Agriculture is the foundation of the Tanzanian economy. It accounts for about half of the national income, three quarters of merchandise exports and is source of food and provides employment opportunities to about 80 percent of Tanzanians. It has linkages with the non-farm sector through forward linkages to agro-processing, consumption and export; provides raw materials to industries and a market for manufactured goods.
Agriculture in Tanzania is dominated by smallholder farmers (peasants) cultivating an average farm sizes of between 0.9 hecters and 3.0 hecters each. About 70 percent of Tanzania’s crop area is cultivated by hand hoe, 20 percent by ox plough and 10 percent by tractor. It is rainfed agriculture. Food crop production dominates the agriculture economy 5.1 million ha. are cultivated annually, of which 85 percent is under food crops. Women constitute the main part of agricultural labour force. The major constraint facing the agriculture sector is the falling labour and land productivity due to application of poor technology, dependence on unreliable and irregular weather conditions. Both crops and livestock are adversely affected by periodical droughts.
Irrigation holds the key to stabilizing agricultural production in Tanzania to improve food security, increase farmers’ productivity and incomes, and also to produce higher valued crops such as vegetables and even flowers. World wide Agricultural development can be clearly seen in ODI site http://www.odi.org.uk/about
Urban agriculture has flourished as a household – level initiative to cope with economic hardships encountered as a result of raising cost of living. Urban agriculture that consists of raising and growing of vegetable and food crops is found in Tanzanian towns and cities where the ready market for Agricultural products are found. Producers of vegetables, milk, broilers’ meat and eggs sell to private households and to school, hotels, hospitals, bars, cafeterias and restaurants.
Agricultural GDP has grown at 3.3 percent per year since 1985, the main food crops at 3.5 percent and export crops at 5.4 percent per year. Considering that the overall GDP growth target for halving abject poverty by 2010 is in the range of 6-7 percent, this performance falls short of the needed growth.
The macro economic reforms have and continue to have had significant impact on the Agriculture sector. The economic reforms have lead to the opening up of the sector to private investment in production and processing, input importation and distribution and agricultural marketing. Most of production and processing and marketing functions have been assigned to the private sector. The Government has retained regulatory and public Support functions or facilitation role.
Farmers are free to sell their crops to cooperatives or private traders. Due to competition, normal producer prices for food & export crops have increased as such farmers can now sell their produce much faster. Farmers are no longer confined to a single source for their essential inputs for crops and livestock.
The Government recognizes the pivotal role of the agricultural sector both in terms of economic growth and poverty reduction. Also the strong influence of factors outside the sector such as infrastructure, rural financial services, land ownership and good governance is recognised.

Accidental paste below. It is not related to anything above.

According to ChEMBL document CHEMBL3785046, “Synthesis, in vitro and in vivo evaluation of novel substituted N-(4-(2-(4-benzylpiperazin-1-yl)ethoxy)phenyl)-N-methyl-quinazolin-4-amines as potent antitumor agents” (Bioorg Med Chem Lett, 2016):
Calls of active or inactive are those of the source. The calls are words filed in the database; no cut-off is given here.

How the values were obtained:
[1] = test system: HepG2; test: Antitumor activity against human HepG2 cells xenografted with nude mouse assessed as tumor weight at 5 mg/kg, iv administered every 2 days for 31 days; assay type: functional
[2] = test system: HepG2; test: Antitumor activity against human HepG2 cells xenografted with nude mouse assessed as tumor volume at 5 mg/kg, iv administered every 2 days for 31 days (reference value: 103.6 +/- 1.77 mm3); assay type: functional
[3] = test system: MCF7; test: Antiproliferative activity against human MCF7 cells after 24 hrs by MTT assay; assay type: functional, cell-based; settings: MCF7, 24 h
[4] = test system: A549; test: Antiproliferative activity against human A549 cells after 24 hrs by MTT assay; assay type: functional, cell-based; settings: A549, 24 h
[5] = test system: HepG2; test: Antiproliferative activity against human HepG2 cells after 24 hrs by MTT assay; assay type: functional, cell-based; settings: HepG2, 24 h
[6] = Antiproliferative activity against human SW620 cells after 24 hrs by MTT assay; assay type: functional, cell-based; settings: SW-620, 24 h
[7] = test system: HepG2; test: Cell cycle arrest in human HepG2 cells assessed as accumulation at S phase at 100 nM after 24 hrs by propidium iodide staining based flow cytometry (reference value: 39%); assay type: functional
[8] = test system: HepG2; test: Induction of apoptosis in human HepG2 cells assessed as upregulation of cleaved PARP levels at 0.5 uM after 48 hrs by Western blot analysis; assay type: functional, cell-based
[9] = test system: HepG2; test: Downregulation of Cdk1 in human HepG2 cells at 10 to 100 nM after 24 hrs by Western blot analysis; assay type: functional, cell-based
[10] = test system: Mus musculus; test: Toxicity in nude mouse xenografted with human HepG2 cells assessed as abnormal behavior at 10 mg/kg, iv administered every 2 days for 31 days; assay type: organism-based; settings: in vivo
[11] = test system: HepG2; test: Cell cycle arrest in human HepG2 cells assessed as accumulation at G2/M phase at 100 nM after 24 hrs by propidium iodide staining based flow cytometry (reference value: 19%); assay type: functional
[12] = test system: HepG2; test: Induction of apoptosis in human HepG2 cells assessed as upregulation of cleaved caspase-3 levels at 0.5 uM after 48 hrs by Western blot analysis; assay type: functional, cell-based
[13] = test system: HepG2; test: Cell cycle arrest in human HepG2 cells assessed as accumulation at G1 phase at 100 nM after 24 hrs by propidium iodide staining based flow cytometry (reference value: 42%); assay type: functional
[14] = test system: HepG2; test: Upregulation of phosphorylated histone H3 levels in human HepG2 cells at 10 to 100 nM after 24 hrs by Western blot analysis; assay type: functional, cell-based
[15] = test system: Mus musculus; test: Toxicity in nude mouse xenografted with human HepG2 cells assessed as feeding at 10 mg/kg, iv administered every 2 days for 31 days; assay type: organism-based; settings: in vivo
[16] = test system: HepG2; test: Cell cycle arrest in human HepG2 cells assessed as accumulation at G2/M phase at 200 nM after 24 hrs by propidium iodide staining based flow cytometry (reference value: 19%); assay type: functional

Priority actions include:
· The pursuit of macroeconomic policies that will motivate investment in agriculture by small holders and large – scale commercial farmers.
· Creation of an enabling environment and provide proactive support to private operators, farmers organizations, NGOs and CBOs supplying inputs and credit to small farmers and ensuring a strong regulatory mechanism.
· Concentration of budgetary allocations in agriculture research and extension.
· Provision of special support to investments in agricultural processing particularly in fruits and vegetables and accord top priority to implementation of new land Act.
Potentials in the Agricultural Sector:
Tanzania is well endowed with a variety of farming systems with climatic variations and agro-ecological conditions of which crops can be grown. The major staples include:
- pulses (mainly beans)
- bananas and plantains
- Horticultural crops
- Oil seeds
- Spices and flowers
Agro – Ecological Zones (AEZ):
Eastern plateaus and mountain blocks
Northern rift zone and volcanic highlands
Rukwa – Ruaha rift valley
There are 10 farming systems
i) Banana/Coffee/Horticulture system
Found in Kagera, Kilimanjaro, Arusha, Kigoma and Mbeya regions.
- tree crop
- high intensive land use
- volcanic soils with high fertility
- land scarce
ii) Maize/Legume system:
Found in Rukwa, Ruvuma, Arusha, Kagera, Shinyanga, Iringa, Mbeya, Kigoma, Tabora, Tanga, Morogoro, Kahama, Biharamulo
- land not scarce
- shifting cultivation
- maize & legumes, beans and groundnuts intercropped, Arabic coffee.
iii) Cashew/Coconut/Cassava System:
Found in coast region; eastern Lindi and Mtwara:
- low rainfall
- low soil fertility
- cassava, coconut and cashew
- land is not scarce
- shifting cultivation
iv) Rice/Sugar cane system
Found in alluvial river valleys
- rice and sugarcanes
v) Sorghum/Bulrush millet/Livestock system:
Found in Sukumaland; Shinyanga and rural Mwanza
- Sorghum, millet, maize and cotton, oilseeds and rice
- intense population pressure
- declining soil fertility
vi) Tea/Maize/Pyrethrum system:
Found in Njombe and Mufindi districts in Iringa region
- Tea, Maize, Irish potatoes, beans, wheat, pyrethrum, wattle trees and sunflower
vii) Cotton/Maize system:
Found in Mwanza, Shinyanga Kagera, Mara, Singida, Tabora and Kigoma, Morogoro, Coast, Mbeya, Tanga, Kilimanjaro and Arusha.